"The impact is a physical and emotional effect. This forces the character to feel emotion (react), then think about doing something differently that will allow him to achieve his goal, and make a decision about which action to take. This action will be the next SCENE."

Thank you, Nancy. This is...indispensable advice for novel structure. I shall treasure it always.

The other big thing I took out of that class was this:

Novel Breakdown:

Beginning = 1/4
Middle = 1/2
End = 1/4

It simple,'s so incredibly useful. I never knew this before, never knew how long each section should be and what should be in them. She also gave us notes on what should be included in each section (beginning is for setting up the plot and characters, middle is the meat of the story, ending is for tying up all plots) with enough detail that it gave me the direction I sorely need.

THIS is why I took this class :D *hugs notes* I have story, and now I have structure. I may now write.

Today's class was about dialogue and how to handle it amid the prose and story.

I think...a lot of this class was review for me, and I think my 4+ years on the board gave me a lot of practise and experience with realistic dialogue. I often like to 'act out' difficult scenes...say the dialogue to myself as if I AM the characters to make sure it sounds right before I write it down (and if I'm lazy and I don't do this, it shows, and it comes out horribly).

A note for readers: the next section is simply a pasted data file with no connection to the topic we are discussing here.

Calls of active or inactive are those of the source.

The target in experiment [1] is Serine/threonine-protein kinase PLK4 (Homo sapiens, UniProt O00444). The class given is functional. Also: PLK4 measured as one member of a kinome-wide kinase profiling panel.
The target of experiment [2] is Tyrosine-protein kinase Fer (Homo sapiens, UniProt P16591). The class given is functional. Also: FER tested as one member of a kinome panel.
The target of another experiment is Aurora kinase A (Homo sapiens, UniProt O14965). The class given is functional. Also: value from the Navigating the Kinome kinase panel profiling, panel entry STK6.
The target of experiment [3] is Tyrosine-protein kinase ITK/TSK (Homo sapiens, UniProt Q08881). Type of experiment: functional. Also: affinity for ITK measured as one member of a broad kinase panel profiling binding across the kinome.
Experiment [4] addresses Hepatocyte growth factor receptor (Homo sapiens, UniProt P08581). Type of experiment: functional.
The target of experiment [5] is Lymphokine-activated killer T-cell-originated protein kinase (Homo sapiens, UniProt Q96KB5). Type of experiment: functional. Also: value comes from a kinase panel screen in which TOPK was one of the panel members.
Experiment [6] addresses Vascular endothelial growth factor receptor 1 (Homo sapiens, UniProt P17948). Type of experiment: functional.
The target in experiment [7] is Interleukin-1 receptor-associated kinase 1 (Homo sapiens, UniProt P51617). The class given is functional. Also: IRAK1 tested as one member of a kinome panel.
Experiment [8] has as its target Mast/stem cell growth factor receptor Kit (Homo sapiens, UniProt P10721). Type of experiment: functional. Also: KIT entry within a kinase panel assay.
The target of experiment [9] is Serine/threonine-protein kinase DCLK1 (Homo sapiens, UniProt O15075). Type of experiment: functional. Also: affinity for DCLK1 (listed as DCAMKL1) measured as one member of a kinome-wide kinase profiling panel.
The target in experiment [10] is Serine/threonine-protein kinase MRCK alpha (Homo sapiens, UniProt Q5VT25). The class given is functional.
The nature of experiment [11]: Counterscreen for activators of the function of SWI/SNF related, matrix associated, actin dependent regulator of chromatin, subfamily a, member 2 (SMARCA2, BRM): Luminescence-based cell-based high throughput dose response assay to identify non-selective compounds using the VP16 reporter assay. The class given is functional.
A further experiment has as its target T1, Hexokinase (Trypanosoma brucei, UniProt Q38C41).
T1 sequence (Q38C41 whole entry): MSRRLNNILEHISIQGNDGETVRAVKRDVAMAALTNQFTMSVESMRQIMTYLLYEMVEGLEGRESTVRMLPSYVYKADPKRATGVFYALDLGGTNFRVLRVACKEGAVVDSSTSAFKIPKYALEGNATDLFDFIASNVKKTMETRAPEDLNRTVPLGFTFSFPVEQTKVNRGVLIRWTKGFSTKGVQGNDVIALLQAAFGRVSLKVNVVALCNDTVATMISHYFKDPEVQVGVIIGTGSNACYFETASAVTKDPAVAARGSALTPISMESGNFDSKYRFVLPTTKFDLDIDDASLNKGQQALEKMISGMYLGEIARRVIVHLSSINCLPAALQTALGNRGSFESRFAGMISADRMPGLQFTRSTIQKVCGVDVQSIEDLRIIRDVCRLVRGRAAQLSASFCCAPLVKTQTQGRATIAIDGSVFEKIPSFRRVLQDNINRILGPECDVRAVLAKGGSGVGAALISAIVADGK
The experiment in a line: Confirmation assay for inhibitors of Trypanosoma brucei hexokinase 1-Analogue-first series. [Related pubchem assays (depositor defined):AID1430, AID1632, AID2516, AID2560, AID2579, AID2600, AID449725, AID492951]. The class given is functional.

I also like to do this one thing that she talked about, and that's writing an entire scene with ONLY dialogue, and then add the prose around it later (or not). She said that the dialogue should be strong enough to stand on its own without the other clutter around it, and I definitely agree with that. Later, I'll post up one scene I had written with only dialogue, which I love and I was thinking about the entire time she was telling us about dialog. It was a stand-alone vignette using Nish and her ex that would have absolutely no place in this novel I'm attempting, but I still love it for what it is.

We also had the opportunity to listen to her sister, Lesley Crewe, who is a published Bestselling Canadian Author :D I LOVED listening to her talk about novel writing and the business and the drive to write. How you need to first write for yourself before you even think of whatever audience you might have later. She painted a pretty bleak picture of the industry, but she was very encouraging to us aspiring novelists. I definitely want to get some of her books now and read them, the only Canadian author that I regularly read right now is Miriam Toews, so I'd love to get more Canucks on my bookshelf, and support the Canadian novel industry.

And so, I now have no excuse for not writing now. I need to turn off the Nintendo and force myself to keep to a word count every day. I need to find self discipline and focus. And I need to do it week is the last class o.o

*separation anxiety* I think I'll need to beg my classmates for contact info. Maybe we can organize a writing group :)